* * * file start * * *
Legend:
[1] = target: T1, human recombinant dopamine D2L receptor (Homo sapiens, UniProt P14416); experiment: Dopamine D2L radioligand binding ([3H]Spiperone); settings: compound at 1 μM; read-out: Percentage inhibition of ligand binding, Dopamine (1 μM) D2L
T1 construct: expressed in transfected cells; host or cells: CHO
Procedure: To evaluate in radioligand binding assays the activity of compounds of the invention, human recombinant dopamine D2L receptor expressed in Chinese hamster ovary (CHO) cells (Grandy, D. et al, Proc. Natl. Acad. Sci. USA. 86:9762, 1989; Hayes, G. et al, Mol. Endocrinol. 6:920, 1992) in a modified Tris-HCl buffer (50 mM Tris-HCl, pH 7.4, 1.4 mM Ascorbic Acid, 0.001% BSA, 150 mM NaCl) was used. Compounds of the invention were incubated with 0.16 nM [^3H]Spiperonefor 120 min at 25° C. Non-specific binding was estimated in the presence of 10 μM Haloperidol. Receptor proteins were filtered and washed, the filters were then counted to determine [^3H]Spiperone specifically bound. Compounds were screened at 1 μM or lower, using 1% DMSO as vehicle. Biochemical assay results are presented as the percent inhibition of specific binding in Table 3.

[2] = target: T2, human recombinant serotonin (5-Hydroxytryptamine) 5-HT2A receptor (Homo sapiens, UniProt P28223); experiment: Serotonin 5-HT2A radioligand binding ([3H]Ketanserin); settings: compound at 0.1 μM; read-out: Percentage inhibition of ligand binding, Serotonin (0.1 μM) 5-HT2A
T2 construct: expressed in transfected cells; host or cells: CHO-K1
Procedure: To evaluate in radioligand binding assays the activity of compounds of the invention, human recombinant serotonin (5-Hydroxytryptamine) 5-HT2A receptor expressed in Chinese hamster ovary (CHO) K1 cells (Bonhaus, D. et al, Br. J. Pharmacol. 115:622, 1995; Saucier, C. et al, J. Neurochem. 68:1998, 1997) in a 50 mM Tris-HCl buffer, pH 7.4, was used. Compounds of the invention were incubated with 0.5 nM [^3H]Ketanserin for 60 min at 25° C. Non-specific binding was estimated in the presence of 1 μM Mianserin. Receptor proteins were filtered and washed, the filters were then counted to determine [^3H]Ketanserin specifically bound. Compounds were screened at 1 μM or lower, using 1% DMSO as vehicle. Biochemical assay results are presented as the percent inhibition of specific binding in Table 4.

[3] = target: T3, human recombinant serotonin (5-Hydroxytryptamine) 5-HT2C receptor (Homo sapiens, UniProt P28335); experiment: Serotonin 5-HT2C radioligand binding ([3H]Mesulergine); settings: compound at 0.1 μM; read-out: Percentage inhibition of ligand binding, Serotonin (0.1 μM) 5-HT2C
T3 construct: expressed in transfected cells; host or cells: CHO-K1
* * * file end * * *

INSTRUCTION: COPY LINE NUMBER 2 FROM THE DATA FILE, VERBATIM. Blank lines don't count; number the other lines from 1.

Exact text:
[1] = target: T1, human recombinant dopamine D2L receptor (Homo sapiens, UniProt P14416); experiment: Dopamine D2L radioligand binding ([3H]Spiperone); settings: compound at 1 μM; read-out: Percentage inhibition of ligand binding, Dopamine (1 μM) D2L